Mantrika, Māntrika, Mamtrika: 12 definitions


Mantrika means something in Hinduism, Sanskrit, Marathi. If you want to know the exact meaning, history, etymology or English translation of this term then check out the descriptions on this page. Add your comment or reference to a book if you want to contribute to this summary article.

In Hinduism

Arthashastra (politics and welfare)

Source: Studies in Kautilya Vocabulary

Māntrika (मान्त्रिक) refers to a type of profession mentioned in the Śukranītisāra 2.128-188.—The Śukranītisāra is a Sanskrit work on ethics by Śukrācārya comprised of four chapters. The second chapter (uvarājādikṛtya, “the duties of the royal princes and the like”) describes a large number of varied topics, eg., it contains observations on the ministers, priests, sacive, treasury, a large number of officers and employees (such as a Māntrika).

Arthashastra book cover
context information

Arthashastra (अर्थशास्त्र, arthaśāstra) literature concerns itself with the teachings (shastra) of economic prosperity (artha) statecraft, politics and military tactics. The term arthashastra refers to both the name of these scientific teachings, as well as the name of a Sanskrit work included in such literature. This book was written (3rd century BCE) by by Kautilya, who flourished in the 4th century BCE.

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Languages of India and abroad

Marathi-English dictionary

Source: DDSA: The Molesworth Marathi and English Dictionary

māntrika (मांत्रिक).—a (S) Arising from, done or produced by, relating to mantra (mystical verses, incantations &c.) Hence māntrika āmbā-bhāta-jhāḍa-rupayā-ghōḍā-vastū. 2 Acquainted with mantra.

Source: DDSA: The Aryabhusan school dictionary, Marathi-English

māntrika (मांत्रिक).—a Rising from; done or produced by mantra.

context information

Marathi is an Indo-European language having over 70 million native speakers people in (predominantly) Maharashtra India. Marathi, like many other Indo-Aryan languages, evolved from early forms of Prakrit, which itself is a subset of Sanskrit, one of the most ancient languages of the world.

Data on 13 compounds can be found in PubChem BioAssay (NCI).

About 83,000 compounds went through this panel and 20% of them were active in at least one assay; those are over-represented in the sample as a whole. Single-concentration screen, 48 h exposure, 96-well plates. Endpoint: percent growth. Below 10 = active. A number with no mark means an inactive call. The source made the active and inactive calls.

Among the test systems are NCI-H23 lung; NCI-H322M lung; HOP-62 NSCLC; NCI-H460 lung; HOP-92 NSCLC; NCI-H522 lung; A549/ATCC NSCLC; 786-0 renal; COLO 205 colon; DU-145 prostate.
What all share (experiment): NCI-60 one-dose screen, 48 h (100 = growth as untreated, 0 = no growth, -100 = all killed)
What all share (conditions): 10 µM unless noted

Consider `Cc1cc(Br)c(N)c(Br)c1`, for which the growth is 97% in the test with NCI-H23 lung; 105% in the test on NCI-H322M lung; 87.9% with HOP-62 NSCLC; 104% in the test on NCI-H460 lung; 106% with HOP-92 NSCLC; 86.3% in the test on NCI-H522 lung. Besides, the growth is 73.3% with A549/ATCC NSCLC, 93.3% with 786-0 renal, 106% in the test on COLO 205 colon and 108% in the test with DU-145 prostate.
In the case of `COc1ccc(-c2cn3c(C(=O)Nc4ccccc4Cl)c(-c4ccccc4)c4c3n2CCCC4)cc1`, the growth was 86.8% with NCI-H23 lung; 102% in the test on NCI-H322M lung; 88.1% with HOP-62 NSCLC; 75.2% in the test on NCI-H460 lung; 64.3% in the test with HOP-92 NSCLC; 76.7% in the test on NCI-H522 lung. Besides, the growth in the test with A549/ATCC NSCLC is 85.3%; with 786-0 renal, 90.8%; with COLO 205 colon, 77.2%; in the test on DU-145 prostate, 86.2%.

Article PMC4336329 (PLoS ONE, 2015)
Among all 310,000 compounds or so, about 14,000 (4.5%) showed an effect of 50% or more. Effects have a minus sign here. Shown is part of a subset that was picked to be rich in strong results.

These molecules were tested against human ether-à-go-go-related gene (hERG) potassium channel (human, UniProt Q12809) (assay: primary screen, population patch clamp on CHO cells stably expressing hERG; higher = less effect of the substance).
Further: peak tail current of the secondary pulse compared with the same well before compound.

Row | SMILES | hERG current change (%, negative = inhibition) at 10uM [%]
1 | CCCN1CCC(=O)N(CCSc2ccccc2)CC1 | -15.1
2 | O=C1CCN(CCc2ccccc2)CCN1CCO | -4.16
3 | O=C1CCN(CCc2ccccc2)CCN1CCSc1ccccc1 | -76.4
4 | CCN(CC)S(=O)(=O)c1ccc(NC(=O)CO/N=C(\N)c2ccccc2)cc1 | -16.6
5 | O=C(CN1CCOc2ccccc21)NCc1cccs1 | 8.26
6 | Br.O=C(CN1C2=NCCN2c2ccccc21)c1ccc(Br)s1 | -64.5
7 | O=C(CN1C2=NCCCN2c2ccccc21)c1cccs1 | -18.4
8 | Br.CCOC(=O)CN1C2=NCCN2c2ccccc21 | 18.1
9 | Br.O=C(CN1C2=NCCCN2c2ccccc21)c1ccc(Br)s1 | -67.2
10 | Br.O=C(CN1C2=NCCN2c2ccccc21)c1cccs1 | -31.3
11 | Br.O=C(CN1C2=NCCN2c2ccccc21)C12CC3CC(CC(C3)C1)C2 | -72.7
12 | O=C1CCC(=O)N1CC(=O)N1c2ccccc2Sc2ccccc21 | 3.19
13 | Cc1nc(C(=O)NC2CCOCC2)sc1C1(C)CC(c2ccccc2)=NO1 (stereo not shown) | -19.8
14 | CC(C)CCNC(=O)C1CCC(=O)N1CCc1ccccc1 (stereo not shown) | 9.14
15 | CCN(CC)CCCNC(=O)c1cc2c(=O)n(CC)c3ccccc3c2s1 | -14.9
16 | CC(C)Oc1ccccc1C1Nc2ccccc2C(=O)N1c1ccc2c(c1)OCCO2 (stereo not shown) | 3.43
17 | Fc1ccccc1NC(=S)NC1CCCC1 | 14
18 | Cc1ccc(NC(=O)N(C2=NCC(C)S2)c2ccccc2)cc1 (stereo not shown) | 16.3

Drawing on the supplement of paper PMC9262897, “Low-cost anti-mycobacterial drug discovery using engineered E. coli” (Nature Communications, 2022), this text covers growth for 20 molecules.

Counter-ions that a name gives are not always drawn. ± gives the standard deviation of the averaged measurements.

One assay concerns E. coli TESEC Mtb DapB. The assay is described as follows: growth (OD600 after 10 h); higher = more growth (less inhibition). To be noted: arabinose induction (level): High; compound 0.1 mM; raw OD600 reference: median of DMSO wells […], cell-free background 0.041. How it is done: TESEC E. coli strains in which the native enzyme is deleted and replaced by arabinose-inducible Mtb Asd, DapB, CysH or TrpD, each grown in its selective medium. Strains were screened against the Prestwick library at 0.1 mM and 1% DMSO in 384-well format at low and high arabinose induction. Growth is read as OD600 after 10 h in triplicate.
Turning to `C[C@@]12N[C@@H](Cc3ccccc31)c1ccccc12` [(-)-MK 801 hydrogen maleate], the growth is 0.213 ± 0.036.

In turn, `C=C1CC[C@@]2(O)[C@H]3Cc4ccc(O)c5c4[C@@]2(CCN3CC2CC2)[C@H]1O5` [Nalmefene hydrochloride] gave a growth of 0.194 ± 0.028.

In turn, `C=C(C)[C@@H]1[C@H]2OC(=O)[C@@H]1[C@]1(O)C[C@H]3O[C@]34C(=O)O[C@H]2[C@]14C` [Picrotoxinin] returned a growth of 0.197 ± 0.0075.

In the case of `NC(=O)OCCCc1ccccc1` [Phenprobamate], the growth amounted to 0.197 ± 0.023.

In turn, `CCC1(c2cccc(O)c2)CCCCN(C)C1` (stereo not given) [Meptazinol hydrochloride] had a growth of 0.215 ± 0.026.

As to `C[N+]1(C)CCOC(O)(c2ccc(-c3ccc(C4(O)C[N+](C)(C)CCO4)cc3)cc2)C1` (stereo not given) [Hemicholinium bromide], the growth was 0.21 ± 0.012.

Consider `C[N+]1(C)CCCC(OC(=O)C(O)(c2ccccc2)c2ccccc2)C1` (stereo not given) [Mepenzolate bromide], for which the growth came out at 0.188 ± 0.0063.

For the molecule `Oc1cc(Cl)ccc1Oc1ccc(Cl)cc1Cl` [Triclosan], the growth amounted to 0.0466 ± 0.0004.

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Sanskrit dictionary

Source: DDSA: The practical Sanskrit-English dictionary

Māntrika (मान्त्रिक).—One who is conversant with charms or spells, a conjurer, sorcerer.

Derivable forms: māntrikaḥ (मान्त्रिकः).

Source: Cologne Digital Sanskrit Dictionaries: Shabda-Sagara Sanskrit-English Dictionary

Māntrika (मान्त्रिक).—m.

(-kaḥ) One who is conversant with spells or incantations.

Source: Cologne Digital Sanskrit Dictionaries: Benfey Sanskrit-English Dictionary

Mantrika (मन्त्रिक).—i. e. mantra + ika, m. One who is conversant with charms, [Lassen, Anthologia Sanskritica.] 17, 8.

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Māntrika (मान्त्रिक).—i. e. mantra + ika, m. A sorcerer, [Rājataraṅgiṇī] 5, 102.

Source: Cologne Digital Sanskrit Dictionaries: Cappeller Sanskrit-English Dictionary

Māntrika (मान्त्रिक).—[masculine] reciter of a text or spell, enchanter, sorcerer.

Source: Cologne Digital Sanskrit Dictionaries: Monier-Williams Sanskrit-English Dictionary

1) Mantrika (मन्त्रिक):—[from man] (ifc.) = mantrin (See sa-m).

2) Mantrikā (मन्त्रिका):—[from man] f. Name of an Upaniṣad (also kopan; cf. mantropaniṣad).

3) Māntrika (मान्त्रिक):—[from māntra] m. a reciter of spells, enchanter, sorcerer, [Rājataraṅgiṇī; Vetāla-pañcaviṃśatikā; Siṃhāsana-dvātriṃśikā or vikramāditya-caritra, jaina recension]

Source: DDSA: Paia-sadda-mahannavo; a comprehensive Prakrit Hindi dictionary (S)

Māntrika (मान्त्रिक) in the Sanskrit language is related to the Prakrit word: Maṃtia.

[Sanskrit to German]

Mantrika in German

context information

Sanskrit, also spelled संस्कृतम् (saṃskṛtam), is an ancient language of India commonly seen as the grandmother of the Indo-European language family (even English!). Closely allied with Prakrit and Pali, Sanskrit is more exhaustive in both grammar and terms and has the most extensive collection of literature in the world, greatly surpassing its sister-languages Greek and Latin.

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Kannada-English dictionary

Source: Alar: Kannada-English corpus

Māṃtrika (ಮಾಂತ್ರಿಕ):—

1) [noun] a man who has accomplished supernatural powers with the help of hymns.

2) [noun] a man who practices sorcery; a sorcerer; a wizard.

context information

Kannada is a Dravidian language (as opposed to the Indo-European language family) mainly spoken in the southwestern region of India.

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